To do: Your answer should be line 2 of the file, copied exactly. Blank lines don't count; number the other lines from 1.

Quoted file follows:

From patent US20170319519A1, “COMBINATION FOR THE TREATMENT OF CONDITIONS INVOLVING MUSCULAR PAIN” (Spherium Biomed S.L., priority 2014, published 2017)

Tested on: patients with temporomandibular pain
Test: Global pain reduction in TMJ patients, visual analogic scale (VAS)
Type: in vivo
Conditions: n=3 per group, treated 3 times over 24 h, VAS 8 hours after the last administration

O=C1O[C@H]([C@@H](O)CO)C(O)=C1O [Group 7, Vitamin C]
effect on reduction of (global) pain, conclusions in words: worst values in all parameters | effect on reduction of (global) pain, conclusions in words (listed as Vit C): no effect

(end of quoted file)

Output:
Tested on: patients with temporomandibular pain